Lawyer rejects charge Casa Loma is far behind on renovations; Miller wants new leadership
Date:Jun 19, 2010
Mayor David Miller may want him removed, but Casa Loma’s chair says he enjoys the support of his board, which believes the landmark is making progress on its turnaround plans.
Lawyer Richard Wozenilek fended off city allegations that invoices totaling $118,000 were paid by Casa Loma for legal work he did on a new management agreement between the city, which owns the castle, and the Kiwanis Club of Casa Loma, which has run it for decades as a tourist attraction.
In an interview, Wozenilek said the billings presented to the vice-chair in January 2009 came to approximately $40,000.
“They’re saying in January 2009 the vice-chair was asked to sign invoices in the amount of approximately $118,000 for payment to my firm. That’s what they’re saying and that’s not true.” Miller responded that the figure of $118,000 covers billings from when the new management agreement came into effect two years ago, when the city appointed half the voting members of the board.
At the time of the change in the board, Miller named Wozenilek to continue as chair as recommended by Kiwanis. But by this March, in a meeting with Kiwanis to discuss the issues, Miller indicated he wanted to see a new chair.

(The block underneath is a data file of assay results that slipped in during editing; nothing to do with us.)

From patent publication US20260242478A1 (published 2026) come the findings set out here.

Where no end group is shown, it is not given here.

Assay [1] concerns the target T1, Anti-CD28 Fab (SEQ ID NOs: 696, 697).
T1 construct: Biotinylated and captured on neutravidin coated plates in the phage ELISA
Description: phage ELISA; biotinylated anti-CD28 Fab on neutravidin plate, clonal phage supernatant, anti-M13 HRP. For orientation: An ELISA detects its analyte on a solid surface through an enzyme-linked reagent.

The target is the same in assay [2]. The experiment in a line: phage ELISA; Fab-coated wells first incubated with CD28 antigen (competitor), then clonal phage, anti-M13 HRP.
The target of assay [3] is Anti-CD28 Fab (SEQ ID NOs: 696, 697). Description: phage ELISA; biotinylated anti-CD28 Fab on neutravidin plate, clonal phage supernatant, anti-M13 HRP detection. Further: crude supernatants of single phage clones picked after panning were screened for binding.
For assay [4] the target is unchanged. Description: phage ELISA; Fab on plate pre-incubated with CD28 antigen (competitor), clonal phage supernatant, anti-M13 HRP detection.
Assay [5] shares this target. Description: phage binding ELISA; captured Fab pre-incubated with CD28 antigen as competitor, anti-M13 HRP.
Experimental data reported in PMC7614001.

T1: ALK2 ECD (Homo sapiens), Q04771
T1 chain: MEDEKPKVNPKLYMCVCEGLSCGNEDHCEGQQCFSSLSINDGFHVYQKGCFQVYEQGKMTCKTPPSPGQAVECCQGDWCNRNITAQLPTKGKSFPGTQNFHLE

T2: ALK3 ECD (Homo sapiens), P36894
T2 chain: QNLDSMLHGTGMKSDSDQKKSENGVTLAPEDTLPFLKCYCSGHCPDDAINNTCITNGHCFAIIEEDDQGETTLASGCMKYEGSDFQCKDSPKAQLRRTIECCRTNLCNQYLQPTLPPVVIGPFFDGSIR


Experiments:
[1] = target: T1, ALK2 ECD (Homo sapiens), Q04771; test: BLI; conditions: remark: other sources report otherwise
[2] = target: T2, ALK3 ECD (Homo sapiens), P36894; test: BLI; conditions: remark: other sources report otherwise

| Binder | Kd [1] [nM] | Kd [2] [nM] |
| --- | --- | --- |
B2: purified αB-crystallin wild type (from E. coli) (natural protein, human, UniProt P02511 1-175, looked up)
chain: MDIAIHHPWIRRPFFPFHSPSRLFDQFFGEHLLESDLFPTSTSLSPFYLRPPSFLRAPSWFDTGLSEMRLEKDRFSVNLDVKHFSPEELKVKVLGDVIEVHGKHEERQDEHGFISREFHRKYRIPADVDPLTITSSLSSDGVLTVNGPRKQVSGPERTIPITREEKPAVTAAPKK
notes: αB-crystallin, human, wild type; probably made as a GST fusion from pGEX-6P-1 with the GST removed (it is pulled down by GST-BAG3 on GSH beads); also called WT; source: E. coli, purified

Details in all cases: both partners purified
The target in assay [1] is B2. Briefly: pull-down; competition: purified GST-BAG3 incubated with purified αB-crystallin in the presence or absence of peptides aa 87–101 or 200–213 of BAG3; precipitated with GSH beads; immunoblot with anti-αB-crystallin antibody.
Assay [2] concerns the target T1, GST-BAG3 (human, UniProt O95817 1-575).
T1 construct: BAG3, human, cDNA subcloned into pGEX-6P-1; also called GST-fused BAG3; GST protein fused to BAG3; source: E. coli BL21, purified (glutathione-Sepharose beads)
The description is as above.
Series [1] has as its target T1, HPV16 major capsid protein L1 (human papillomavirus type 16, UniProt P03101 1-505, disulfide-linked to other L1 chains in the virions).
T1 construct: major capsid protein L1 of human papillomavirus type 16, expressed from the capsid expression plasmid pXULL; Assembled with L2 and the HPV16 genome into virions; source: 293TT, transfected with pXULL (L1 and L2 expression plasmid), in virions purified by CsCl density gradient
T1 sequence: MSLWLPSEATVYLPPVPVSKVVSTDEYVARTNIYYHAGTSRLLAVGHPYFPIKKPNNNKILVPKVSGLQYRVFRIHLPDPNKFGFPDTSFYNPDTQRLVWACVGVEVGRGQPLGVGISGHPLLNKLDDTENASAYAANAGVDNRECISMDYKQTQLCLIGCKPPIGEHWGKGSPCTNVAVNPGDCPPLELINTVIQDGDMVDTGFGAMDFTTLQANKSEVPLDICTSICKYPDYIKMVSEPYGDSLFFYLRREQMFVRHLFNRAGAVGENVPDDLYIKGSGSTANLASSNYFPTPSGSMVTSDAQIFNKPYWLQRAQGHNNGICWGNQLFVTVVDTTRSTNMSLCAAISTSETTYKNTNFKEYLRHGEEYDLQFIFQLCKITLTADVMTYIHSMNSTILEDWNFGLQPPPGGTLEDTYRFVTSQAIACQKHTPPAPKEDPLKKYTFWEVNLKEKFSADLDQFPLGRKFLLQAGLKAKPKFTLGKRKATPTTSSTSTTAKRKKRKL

“I think every Torontonian understands that the chair of a board who is serving at the pleasure of the mayor and is doing it in a volunteer capacity should not be charging legal fees to that board,” he said Friday.
Wozenilek wouldn’t reveal the total amount of fees he has billed for Casa Loma legal work, saying, “That’s between Kiwanis and me.”
Miller says he wants to “start over” with new leadership.
Wozenilek said his board discussed the city’s demands earlier this week. The two sides met Friday in an effort to reconcile their differences.
The city says it is concerned that the castle has fallen short on its renovation goals because money has been used to cover operating shortfalls. It says renovations that were to be completed by now include new third-floor exhibits, a visitor centre and a restaurant.
“Kiwanis needs to do two things,” Miller said. “They need to recommend another chair and they need to follow the steps that were set out in the staff reports to the executive committee.”
By the end of next month the city wants a joint work group to schedule monthly board meetings, prepare a financial plan and conduct an audit of operations and finances.
A separate report called for the Kiwanis Club to recommend a new chair to the mayor and amend the management agreement to clarify that the mayor can unilaterally replace the chair with another board member at any time.
Credit: Paul Moloney Toronto Star